Goldenrod Days

What would autumn be without goldenrods? In my garden, certainly, it would be a lot less colorful.

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Even in a shady corner, Zigzag Goldenrod (Solidago flexicaulis) adds luminosity to the scene. A good plant for spots that are difficult or on the wild side – aggressive but useful in the right place and beautiful in its season.

DSC_0783 goldenrod

This is an unknown Goldenrod, maybe Solidago rugosa, that arrived on its own. I let it grow under the Silver Maple in the back garden. I like how it blooms with the False Aster (Boltonia asteroides), another volunteer.

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Bumblebee on Zigzag Goldenrod

Without Goldenrod, there would surely be fewer bees in our garden right now, especially the bumblebees.

Bluestem Goldenrod (Solidago caesia)

Are there still people who believe that Goldenrod contributes to the misery of their pollen allergies? A damnable libel – the true culprit is Ragweed. Goldenrod is wholly innocent.

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Bumblebee on Bluestem Goldenrod.

There are some species and varieties of Goldenrod that are reasonably well-behaved (Solidago caesia or S. odorata, for example), so do not be afraid to include them in your garden. After all, an autumn garden without Goldenrod is like an unfinished painting, like a bagel without cream cheese, like an orchestra without a brass section.

Do you have Goldenrod in your garden?

60 Comments on “Goldenrod Days”

  1. I agree. I have a very tricky area full of tree roots, in full sun, and extremely dry, and the Golden Rod settled in on its own solving my planting dilemma! Having said that, it only flowered for a couple of weeks this year – the heat and drought was too much even for Golden Rod, so it must have been bad! It’s great for the hover flies in particular.

  2. I only have Solidago canadensis, and its regularly kept in check, I know there are lots of lovely solidagos I haven’t explored yet, odorata, sounds interesting and I like your use zigzag goldenrod, shady corners are always tricky.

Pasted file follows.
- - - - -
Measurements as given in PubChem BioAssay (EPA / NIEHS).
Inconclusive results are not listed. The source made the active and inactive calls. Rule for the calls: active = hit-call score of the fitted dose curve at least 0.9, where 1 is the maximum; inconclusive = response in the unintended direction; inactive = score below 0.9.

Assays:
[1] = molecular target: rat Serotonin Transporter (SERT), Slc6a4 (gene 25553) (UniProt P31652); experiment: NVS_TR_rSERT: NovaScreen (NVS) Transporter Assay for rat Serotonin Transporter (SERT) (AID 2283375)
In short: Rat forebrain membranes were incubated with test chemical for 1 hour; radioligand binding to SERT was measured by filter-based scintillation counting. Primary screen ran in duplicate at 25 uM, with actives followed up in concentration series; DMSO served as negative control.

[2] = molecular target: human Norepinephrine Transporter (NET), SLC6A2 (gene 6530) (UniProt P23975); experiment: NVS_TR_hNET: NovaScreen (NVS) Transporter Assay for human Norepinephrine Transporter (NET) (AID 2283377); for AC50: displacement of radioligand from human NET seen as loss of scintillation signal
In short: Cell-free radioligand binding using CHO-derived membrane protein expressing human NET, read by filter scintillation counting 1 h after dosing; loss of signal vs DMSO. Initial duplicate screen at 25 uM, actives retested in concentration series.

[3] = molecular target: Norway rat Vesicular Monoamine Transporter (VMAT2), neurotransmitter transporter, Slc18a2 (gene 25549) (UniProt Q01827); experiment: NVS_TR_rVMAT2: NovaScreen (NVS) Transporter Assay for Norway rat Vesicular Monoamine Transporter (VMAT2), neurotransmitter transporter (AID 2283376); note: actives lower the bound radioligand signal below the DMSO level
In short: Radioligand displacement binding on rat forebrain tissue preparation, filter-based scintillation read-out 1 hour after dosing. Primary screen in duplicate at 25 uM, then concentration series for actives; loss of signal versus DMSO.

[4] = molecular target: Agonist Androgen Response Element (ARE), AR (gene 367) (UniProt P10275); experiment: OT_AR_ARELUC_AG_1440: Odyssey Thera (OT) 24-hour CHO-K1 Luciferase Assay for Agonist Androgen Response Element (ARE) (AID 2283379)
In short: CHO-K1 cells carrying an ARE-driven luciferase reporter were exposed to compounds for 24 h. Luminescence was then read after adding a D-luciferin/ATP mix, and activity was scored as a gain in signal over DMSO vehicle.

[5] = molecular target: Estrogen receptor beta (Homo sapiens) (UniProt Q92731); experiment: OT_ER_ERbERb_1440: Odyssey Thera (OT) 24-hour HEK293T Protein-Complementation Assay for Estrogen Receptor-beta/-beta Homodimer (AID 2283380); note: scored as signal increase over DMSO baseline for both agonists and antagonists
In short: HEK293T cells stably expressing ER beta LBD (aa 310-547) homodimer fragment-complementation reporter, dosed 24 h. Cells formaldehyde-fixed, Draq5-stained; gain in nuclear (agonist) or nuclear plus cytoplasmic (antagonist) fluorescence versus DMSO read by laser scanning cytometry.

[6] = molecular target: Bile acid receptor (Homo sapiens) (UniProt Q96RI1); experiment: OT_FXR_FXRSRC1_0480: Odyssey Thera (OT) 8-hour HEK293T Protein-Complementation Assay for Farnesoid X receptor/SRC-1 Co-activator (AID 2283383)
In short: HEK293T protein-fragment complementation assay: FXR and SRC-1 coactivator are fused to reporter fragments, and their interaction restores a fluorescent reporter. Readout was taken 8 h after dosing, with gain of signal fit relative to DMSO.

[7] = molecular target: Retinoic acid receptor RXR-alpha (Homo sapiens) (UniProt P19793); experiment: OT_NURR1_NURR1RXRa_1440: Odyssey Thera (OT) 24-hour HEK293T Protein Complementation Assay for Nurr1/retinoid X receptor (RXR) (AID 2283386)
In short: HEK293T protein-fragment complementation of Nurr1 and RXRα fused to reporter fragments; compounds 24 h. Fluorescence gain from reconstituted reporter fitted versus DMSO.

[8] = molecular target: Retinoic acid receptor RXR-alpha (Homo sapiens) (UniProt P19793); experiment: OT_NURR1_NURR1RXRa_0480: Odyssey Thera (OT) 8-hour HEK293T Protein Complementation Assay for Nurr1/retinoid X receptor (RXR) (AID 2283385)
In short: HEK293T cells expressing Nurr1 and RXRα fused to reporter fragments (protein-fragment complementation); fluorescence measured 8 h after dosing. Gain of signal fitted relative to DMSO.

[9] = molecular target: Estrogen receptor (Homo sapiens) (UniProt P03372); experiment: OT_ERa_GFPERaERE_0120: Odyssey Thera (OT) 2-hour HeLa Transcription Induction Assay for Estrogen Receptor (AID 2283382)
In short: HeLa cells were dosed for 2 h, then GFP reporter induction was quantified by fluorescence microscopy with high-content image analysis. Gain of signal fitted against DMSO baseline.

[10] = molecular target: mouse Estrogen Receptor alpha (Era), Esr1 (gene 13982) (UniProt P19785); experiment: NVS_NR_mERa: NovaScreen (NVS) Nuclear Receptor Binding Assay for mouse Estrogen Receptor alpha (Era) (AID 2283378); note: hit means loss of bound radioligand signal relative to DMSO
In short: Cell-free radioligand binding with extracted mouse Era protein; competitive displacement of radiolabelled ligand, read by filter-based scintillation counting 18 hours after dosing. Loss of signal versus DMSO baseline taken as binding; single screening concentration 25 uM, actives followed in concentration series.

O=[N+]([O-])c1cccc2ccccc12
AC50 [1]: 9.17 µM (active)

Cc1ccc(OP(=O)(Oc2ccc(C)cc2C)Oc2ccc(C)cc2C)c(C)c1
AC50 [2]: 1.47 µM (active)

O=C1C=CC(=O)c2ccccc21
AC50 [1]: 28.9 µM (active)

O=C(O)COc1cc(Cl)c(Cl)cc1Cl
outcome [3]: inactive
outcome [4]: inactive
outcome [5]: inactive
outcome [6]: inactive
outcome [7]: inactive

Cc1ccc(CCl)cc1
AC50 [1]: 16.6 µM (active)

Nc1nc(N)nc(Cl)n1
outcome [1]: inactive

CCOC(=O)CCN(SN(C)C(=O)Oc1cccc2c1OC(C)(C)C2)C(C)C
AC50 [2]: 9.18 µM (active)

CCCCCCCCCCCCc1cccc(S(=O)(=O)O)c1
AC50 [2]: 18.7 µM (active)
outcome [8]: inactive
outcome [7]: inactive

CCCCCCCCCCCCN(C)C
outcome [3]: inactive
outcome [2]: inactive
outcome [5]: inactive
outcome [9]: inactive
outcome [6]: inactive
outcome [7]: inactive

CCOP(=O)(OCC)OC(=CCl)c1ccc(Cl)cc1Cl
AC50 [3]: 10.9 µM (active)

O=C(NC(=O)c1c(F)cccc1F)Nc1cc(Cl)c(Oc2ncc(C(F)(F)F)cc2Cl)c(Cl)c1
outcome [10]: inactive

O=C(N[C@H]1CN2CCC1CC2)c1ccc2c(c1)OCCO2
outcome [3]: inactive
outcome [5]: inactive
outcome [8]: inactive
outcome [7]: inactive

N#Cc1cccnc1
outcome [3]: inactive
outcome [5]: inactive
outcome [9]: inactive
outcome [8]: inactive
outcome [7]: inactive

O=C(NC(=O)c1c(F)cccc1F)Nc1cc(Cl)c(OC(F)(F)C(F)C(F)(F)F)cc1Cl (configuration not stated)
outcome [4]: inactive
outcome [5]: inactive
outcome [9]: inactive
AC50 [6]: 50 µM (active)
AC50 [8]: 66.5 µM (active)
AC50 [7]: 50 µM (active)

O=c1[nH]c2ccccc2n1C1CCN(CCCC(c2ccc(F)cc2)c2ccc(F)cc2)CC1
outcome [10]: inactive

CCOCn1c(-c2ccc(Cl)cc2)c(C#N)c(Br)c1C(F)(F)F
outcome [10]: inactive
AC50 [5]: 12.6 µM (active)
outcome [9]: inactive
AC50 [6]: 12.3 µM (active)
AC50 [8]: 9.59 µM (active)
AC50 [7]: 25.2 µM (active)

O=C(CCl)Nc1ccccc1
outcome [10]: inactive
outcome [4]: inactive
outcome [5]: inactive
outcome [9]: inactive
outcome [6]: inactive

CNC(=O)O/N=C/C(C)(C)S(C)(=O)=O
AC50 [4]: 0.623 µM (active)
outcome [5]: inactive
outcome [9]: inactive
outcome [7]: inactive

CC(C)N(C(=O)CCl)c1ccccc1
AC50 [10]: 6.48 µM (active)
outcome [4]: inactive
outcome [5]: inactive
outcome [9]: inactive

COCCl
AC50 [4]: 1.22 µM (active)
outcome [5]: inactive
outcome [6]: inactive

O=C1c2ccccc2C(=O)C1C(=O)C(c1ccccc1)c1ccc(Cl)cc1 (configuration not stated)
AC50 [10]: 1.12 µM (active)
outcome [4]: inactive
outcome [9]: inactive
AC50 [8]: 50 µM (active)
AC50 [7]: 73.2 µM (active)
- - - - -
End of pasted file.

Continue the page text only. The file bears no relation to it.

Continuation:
3. Picture #2 might be Old-field Goldenrod (Solidago nemoralis). I grow Elm-leaved (S. ulmifolia), Showy (S. speciosa) and Blue-stemmed (S. caesa). They partner so well with asters in bloom now also.

  4. I had golden rod in previous gardens and had a rotten time with it seeding itself about and generally trying to take over, so I have avoided it since. Perhaps I should dabble with one of the less aggressive cultivars, after all, I do so enjoy a good brass section.

    • I would say S. odorata is a good choice for a compact, well behaved goldenrod. I know people who grow and like ‘Fireworks”, but I have no experience with it. I will admit that S. caesia seeds around a lot, but I deal with it because it’s such a great plant otherwise.

  5. We don’t have Goldenrod in our garden but we do have the perfect spot for some. I’m going to look into it now (although I can do without another invasive plant). Hopefully there’ll be one that is well-behaved. Thanks Jason.

  6. Most of the Goldenrod I have is volunteer, but I did plant some ‘Little Lemon’ a couple of years ago that has been moved repeatedly but I think has finally found its true home (it’s short), and I just planted Ohio Goldenrod. I like Goldenrod with New York Aster – gold and purple.

  7. You bet I have goldenrod. I have Fireworks and a wildling that invited itself to the garden. I love the bright shot of yellow it brings to the garden. Of course if you need a bit of entertainment you can always stand by the goldenrod and watch the bugs bouncing around there upon.

  8. Well, you know my story about Goldenrods in my garden. Somebody with fangs and big ears destroyed them. 😉 I will protect the Goldenrod plants more next year (if they grow back), so hopefully they’ll eventually establish (along with the Asters and the Blue Mistflowers). Or maybe I’ll just get a big dog and let it chase away the big-eared monsters.

  9. I have several different types of goldenrod that grow wild along most of the edges of my yard, as well as in and around our detention pond out back. It pops up in the garden every once and awhile and I have to weed it out, but in general I love having such a pretty native plant around. So pretty and cheerful, and the bees and other pollinators love it so much!

  10. Hello Jason, this confused me at first because “Golden Rod” here is Forsythia, which is an early spring flowering shrub. I’l have to read more about this Golden Rod and see if I can find a place for it in the garden given the bees enjoying it.

  11. I have a dwarf goldenrod I can’t remember the name of that has mostly died off but I do have a tiny chunk that has soldiered on as well as a large chunk of s. caesia. I just added some variegated zigzag goldenrod to a tough spot so I hope it ends up being a problem solver for me. It’s reassuring to see it doing so well for you.

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